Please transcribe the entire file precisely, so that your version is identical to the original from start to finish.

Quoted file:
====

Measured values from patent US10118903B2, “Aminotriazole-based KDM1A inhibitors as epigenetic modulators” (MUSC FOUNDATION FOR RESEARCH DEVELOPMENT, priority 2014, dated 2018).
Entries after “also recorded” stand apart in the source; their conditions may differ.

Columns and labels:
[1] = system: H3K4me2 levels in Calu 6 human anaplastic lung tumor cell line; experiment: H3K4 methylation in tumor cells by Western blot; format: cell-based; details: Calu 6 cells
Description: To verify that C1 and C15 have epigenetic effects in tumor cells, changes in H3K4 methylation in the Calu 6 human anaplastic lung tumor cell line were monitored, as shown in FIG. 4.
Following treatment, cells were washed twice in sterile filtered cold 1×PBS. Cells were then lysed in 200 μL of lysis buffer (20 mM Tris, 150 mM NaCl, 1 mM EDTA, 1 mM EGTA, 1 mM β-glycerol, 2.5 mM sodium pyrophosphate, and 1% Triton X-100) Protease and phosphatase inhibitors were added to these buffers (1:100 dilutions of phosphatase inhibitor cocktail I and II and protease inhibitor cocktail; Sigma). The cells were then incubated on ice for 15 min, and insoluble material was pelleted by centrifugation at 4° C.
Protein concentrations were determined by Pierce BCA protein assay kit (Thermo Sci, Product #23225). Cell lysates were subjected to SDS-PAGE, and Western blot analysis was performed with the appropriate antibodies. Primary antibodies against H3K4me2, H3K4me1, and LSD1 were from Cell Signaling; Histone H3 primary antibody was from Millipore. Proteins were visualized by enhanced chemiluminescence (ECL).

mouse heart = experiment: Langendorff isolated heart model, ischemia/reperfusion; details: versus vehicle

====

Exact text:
Measured values from patent US10118903B2, “Aminotriazole-based KDM1A inhibitors as epigenetic modulators” (MUSC FOUNDATION FOR RESEARCH DEVELOPMENT, priority 2014, dated 2018).
Entries after “also recorded” stand apart in the source; their conditions may differ.

Columns and labels:
[1] = system: H3K4me2 levels in Calu 6 human anaplastic lung tumor cell line; experiment: H3K4 methylation in tumor cells by Western blot; format: cell-based; details: Calu 6 cells
Description: To verify that C1 and C15 have epigenetic effects in tumor cells, changes in H3K4 methylation in the Calu 6 human anaplastic lung tumor cell line were monitored, as shown in FIG. 4.
Following treatment, cells were washed twice in sterile filtered cold 1×PBS. Cells were then lysed in 200 μL of lysis buffer (20 mM Tris, 150 mM NaCl, 1 mM EDTA, 1 mM EGTA, 1 mM β-glycerol, 2.5 mM sodium pyrophosphate, and 1% Triton X-100) Protease and phosphatase inhibitors were added to these buffers (1:100 dilutions of phosphatase inhibitor cocktail I and II and protease inhibitor cocktail; Sigma). The cells were then incubated on ice for 15 min, and insoluble material was pelleted by centrifugation at 4° C.
Protein concentrations were determined by Pierce BCA protein assay kit (Thermo Sci, Product #23225). Cell lysates were subjected to SDS-PAGE, and Western blot analysis was performed with the appropriate antibodies. Primary antibodies against H3K4me2, H3K4me1, and LSD1 were from Cell Signaling; Histone H3 primary antibody was from Millipore. Proteins were visualized by enhanced chemiluminescence (ECL).

mouse heart = experiment: Langendorff isolated heart model, ischemia/reperfusion; details: versus vehicle